Report Shows Investors are Gobbling Up Homes Across Greater Boston
New research found one in every five homes sold to an investor from 2004 to 2018, with significant impact on lower-income neighborhoods of color
November 28, 2023 - BOSTON - Both renters and homebuyers in the Greater Boston area have seen firsthand that market conditions have only worsened over the last several years. After backing off a little in the early stages of the pandemic, rents have surged well above pre-COVID levels in many cases, and home sale prices are among the highest in the country and continue to rise. The Metropolitan Area Planning Council (MAPC) has found that competition from highly capitalized investors and cash buyers is taking over a significant share of the Greater Boston housing market and pushing out traditional buyers of both single-family homes and multi-family apartment buildings. This research puts data behind a notion that people have had for years: speculators are driving up housing costs in Greater Boston.
“Homes for Profit: Speculation and Investment in Greater Boston,” examines the prevalence, characteristics, and spatial patterns of residential property speculation in Greater Boston. It found that 21% of transactions in Greater Boston in the years spanning 2004 through 2018 were by an investor or “speculator.” The research also shows investor purchasers are more likely to buy properties with cash, purchase homes at a discount, and flip properties for profit, making it even more difficult for families and owner-occupant buyers to purchase a home.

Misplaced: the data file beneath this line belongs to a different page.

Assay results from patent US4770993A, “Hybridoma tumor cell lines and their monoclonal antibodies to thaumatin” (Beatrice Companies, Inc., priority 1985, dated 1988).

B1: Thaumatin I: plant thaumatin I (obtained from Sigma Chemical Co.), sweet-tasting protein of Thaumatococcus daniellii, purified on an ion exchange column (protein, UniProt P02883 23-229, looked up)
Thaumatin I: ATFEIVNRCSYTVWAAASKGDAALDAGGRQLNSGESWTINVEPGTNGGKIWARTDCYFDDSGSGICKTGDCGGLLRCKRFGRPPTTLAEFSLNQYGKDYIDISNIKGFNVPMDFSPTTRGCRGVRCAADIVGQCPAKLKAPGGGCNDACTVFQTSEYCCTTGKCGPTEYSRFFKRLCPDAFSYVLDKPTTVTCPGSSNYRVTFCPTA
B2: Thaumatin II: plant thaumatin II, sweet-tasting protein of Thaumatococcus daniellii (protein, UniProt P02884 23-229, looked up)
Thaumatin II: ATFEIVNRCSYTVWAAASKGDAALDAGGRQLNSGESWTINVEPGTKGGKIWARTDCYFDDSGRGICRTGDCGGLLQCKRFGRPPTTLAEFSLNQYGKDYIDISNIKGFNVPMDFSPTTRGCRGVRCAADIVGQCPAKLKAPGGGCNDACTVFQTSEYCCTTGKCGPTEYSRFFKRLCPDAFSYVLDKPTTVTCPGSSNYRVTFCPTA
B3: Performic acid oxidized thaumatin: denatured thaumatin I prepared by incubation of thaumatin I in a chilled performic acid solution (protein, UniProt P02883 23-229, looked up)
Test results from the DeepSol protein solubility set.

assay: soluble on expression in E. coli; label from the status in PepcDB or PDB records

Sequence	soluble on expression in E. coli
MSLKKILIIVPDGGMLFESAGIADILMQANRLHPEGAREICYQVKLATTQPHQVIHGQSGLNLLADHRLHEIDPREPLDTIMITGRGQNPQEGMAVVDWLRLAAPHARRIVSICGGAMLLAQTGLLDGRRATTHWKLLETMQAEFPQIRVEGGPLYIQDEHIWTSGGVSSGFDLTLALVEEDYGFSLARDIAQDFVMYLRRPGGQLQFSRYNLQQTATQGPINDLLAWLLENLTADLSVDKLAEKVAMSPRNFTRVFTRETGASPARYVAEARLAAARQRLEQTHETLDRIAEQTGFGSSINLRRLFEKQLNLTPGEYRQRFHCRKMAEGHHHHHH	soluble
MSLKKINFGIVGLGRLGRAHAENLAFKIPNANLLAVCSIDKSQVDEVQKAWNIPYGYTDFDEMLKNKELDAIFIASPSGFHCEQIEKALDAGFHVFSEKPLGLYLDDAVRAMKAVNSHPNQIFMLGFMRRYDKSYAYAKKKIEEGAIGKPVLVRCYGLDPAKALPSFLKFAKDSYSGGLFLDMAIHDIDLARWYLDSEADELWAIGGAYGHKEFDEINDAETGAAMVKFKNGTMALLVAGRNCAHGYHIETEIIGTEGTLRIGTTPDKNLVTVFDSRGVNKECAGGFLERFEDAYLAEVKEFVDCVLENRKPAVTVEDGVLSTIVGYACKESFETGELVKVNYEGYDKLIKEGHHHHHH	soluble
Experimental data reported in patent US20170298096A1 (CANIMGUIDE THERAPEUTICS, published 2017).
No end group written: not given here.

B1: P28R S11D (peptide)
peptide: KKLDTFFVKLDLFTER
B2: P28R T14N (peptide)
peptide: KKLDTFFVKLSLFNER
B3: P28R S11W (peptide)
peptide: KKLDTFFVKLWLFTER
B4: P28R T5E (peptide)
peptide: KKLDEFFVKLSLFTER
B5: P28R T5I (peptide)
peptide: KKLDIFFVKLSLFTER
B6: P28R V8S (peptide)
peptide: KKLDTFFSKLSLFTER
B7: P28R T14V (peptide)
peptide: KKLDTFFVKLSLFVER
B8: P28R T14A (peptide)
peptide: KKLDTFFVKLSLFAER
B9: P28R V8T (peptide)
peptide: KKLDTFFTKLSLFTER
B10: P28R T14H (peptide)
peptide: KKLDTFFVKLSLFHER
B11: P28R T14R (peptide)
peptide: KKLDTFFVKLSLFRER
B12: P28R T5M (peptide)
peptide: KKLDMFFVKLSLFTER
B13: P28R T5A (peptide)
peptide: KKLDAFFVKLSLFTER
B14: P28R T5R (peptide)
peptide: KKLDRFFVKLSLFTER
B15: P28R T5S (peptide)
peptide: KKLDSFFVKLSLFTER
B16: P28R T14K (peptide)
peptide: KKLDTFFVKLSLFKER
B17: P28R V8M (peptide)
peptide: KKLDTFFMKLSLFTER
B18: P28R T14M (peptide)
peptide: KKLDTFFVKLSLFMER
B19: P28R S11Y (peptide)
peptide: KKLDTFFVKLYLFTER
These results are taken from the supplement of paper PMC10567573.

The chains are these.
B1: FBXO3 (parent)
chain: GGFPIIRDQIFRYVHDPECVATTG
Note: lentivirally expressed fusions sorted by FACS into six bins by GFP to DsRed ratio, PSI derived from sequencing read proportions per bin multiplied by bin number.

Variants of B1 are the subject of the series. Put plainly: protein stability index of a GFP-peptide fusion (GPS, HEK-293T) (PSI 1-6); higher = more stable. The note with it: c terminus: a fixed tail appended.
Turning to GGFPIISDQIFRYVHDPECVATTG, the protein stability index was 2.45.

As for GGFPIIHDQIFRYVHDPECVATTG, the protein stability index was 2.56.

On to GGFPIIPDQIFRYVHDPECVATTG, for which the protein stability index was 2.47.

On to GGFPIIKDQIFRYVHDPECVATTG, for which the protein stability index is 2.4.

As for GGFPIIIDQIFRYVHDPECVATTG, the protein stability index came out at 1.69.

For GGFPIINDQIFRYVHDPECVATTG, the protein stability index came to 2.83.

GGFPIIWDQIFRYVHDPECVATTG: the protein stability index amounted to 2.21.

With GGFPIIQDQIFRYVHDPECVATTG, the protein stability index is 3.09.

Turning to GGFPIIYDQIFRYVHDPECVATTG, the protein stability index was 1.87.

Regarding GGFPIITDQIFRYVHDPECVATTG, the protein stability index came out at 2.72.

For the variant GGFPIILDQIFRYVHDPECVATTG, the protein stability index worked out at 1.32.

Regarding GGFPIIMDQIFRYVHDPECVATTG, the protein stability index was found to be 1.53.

“That statistic alone is staggering, especially when we consider how crowded the Greater Boston market has become,” said MAPC’s Interim Director of Data Services Jessie Partridge Guerrero and the report’s lead author. “More than 130,000 transactions were made by investors over the period we reviewed, and most transactions (87%) were for single-family homes and condominiums. Investor activity also increased from 16% of purchases in 2004 to 23% in 2018.”
MAPC will host a webinar on Thursday, November 30 at 12:00 p.m. to present the research and host a panel discussion. Guest panelists include: Angie Liou, executive director, Asian Community Development Corporation; Brian An, PhD, director, Master of Science in Public Policy Program, Georgia Institute of Technology; Tim Reardon, chief of data and research, Executive Office of Housing and Livable Communities; and Katie McCann, rent control campaign coordinator, City Life/Vida Urbana. Register at: mapc.ma/HomesforProfit.
While the entire Greater Boston region is plagued by high housing prices and housing scarcity, the activity of investors varies across the region. MAPC’s research showed that investment activity was highest in neighborhoods with relatively low housing prices, a high percentage of renters, and the highest share of BIPOC and immigrant populations. This creates competition in neighborhoods where home prices were once moderately affordable, which results in rapid increases in home values and rents, which is a major driver of displacement.